Oriental Rugs Glossary “M”

Machine made: A rug constructed on an electrically powered machine, now usually computer controlled.

Mafrash: The smallest format Turkmen single-faced bag which, like chuvals and torbas, has a flat-woven hack, usually in undecorated plain weave, and 1oop fastenings. The word mafrash, it should he noted, appears in various Central Asian languages to describe different types of woven hag. Among the Shahsavan of the Caucasus and northwest Iran, for example, it refers to a large multi-sided bedding hag or woven ‘trunk’, usually in the sumak technique Some examples of all three types of single-faced hag retain long, free-hanging side-cords and side-tassels.

Madder: A powder extracted from the root of a Rubia plant used to make red natural dye.

Manufactory: Made by hand in a factory.

Mahal: A name which is probably derived from the village of Mahallat in the Arak region. The term is also frequently referred to carpets from this region that have a medium weave and knot count, are woven on cotton foundation, are double wefted and use the Persian knot. Although these rugs are of average quality, please remember that the design and color combination are more important than knot count in terms of how much a rug is worth. Current trends among interior designers for carpets with all over patterns and soft colors have recently boosted the price of Mahals. Very soft and lustrous wool is frequently used.

Mahi: In Persian Mahi means “fish”. The term refers to the Herati pattern which at times can resemble a fish eye design.

Mamluk Carpet: A group of carpets woven in Cairo Egypt from the 13th to the early 16th centuries. They were woven in the Turkish traditions and most are large format rugs with an octagon medallion in the center. Tiny geometric motifs surround the medallion creating an almost kaleidoscopic effect. Main colors are red, yellow, blues and greens.

Manchester Kashan : A Persian Kashan rug using Australian wool which was spun in Manchester England. These Kashans were woven between 1890-1930s and typically depict floral motifs on a deep red background.

Marasali : A village in the Shirvan region in the Caucasus in which high quality 19th century prayer rugs were woven. Main design in Marasali rugs is a mihrab decorated with bright and colorful botehs.

Mashad : A city and a major rug weaving center in northeast Iran. Oriental rugs production began in the late 19th century and most rugs from this region are large with a deep red background. Mashad Rugs are double wefted and woven on a cotton foundation. Frequently, Mashad carpets have very traditional Persian designs and include a rounded center medallion with a vase in each one of the rug’s corners.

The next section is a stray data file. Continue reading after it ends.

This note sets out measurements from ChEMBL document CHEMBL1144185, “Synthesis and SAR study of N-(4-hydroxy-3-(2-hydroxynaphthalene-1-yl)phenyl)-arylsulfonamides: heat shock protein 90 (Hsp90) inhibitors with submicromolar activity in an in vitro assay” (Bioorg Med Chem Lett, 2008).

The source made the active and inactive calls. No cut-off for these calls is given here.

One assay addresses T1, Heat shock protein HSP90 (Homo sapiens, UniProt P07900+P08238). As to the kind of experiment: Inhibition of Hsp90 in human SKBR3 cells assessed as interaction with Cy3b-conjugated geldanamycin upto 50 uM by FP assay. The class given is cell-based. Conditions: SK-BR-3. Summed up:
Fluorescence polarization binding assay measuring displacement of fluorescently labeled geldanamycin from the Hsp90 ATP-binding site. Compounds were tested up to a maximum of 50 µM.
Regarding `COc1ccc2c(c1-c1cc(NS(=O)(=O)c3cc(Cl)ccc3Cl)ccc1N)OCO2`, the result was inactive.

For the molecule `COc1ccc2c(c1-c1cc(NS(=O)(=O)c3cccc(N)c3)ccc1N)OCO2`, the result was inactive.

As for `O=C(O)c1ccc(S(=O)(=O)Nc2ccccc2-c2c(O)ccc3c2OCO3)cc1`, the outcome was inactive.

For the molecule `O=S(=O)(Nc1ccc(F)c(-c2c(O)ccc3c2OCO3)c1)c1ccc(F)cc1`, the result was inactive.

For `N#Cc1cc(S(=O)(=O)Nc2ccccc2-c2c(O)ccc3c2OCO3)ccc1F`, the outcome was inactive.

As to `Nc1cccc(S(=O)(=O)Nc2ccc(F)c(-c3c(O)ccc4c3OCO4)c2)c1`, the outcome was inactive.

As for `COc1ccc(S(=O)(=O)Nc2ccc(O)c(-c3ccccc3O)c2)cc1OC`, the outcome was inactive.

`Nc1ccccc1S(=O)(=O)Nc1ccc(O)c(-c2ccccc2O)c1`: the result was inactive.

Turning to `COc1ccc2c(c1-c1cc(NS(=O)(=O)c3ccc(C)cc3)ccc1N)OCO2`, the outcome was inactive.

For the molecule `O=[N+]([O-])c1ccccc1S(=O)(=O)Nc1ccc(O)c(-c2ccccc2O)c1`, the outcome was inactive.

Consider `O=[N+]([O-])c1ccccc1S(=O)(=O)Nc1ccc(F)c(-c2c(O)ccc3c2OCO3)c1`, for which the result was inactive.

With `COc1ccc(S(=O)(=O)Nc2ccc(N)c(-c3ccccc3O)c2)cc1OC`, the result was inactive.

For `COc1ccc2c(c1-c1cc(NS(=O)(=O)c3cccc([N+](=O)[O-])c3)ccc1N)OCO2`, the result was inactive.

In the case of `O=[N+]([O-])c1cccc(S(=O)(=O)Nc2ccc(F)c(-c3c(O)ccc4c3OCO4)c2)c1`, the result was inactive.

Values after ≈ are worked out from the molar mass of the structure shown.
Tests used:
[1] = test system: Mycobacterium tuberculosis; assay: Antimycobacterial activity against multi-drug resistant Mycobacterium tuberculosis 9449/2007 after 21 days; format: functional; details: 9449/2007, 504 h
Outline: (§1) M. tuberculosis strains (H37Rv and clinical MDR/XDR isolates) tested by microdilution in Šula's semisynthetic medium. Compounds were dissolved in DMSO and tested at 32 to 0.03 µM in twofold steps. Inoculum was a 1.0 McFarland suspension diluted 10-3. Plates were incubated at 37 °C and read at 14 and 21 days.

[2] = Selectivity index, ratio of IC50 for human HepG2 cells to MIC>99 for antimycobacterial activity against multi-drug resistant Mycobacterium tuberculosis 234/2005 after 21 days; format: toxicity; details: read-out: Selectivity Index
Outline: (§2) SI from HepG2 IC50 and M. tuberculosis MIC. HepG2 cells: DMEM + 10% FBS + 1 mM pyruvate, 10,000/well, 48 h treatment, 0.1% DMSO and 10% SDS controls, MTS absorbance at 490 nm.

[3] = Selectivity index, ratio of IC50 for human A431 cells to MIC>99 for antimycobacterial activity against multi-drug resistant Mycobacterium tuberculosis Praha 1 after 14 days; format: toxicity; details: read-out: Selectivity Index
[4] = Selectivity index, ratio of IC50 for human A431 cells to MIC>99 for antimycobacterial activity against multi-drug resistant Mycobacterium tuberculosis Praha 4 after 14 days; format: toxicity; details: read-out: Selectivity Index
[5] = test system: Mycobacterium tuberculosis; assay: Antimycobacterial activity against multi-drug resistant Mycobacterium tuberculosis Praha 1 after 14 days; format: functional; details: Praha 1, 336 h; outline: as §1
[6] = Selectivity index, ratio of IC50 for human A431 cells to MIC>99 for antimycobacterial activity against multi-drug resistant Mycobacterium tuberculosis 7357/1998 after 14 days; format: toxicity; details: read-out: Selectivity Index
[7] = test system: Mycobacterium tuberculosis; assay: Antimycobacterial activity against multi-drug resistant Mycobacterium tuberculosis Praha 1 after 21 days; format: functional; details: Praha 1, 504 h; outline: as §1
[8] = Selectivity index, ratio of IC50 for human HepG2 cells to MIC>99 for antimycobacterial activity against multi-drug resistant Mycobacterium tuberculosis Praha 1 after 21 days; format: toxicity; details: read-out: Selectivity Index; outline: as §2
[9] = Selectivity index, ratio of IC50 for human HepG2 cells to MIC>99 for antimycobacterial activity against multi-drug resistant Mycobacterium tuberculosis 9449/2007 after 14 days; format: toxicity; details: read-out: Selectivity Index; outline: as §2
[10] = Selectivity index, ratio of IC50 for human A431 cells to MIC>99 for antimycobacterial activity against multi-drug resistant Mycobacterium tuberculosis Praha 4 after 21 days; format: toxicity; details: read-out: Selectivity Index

Medallion: The large enclosed portion of a design, usually in the center. Typical shapes are diamonds, octagons and hexagons.

Mazarlik(Turkish): A Turkish carpet with representations of trees and houses. Some belive such carpets are used to enfold the dead when carried to a cemetery.

Memling Gul: A commonly used diamond shaped medallion surrounded with small hooks. It is named after the Flemish artist Hans Memling who painted rugs with this motif.

Merino: A breed of sheep producing very fine wool. The merino was first raised in Spain. Australian merino wool is used in some rugs from Iran and India. “Manchester” is merino wool processed in Manchester, England.

Milas: A southwest Turkish town with a tradition of carpet weaving as early as the 17th century. Antique Milas rugs are usually small and include prayer rugs with diamond shaped mihrabs, rugs with columns occupying their fields and rugs with vertical panels. Currently, except for the surrounding villages, there is no contemporary rug weaving in Milas.

Mina Khani: An allover design consisting of a flower surrounded by a diamond having flowers in each one of its corners and repeated throughout the field. Curvilinear designed Mina Khani is commonly found on Veramin rugs.

Moghan: A region located in the southeastern part of the Caucasus and is known for large 19th century rugs depicting memling guls. Rugs were usually woven on a wool foundation and had a length which was twice as their width.

Mir boteh : A design of small rows of botehs throughout a field.

Millefleurs: Small flowers make up the pattern throughout the rug’s field.

Mihrab(Persian): The prayer niche in a mosque represented by the arch in a prayer rug.

Mordant: From the Latin ‘to bite’, the term describes a substance used to prepare wool or silk for dyeing. The mordant attaches to receptor sites on the surface of protein fibers and makes a chemical bridge between the dyestuff and fiber. The most common mordants are alum and iron sulfite. Madder and the yellow plant dyes require a mordant, whereas indigo does not.

Mori: A term describing the weave of certain Pakistani and Indian rugs, specifically the absence of warp offset in these rugs.

Mughal Carpet : A term referring to rugs woven in India during the 15th-18th centuries while the Mughal dynasty was in power. This was the golden age of carpet production in India. Themes were based on the Safavid weavings in neighboring Persia and many Persian weavers were employed by the courts in Lahore, Agra and Fatehpur Sikri.

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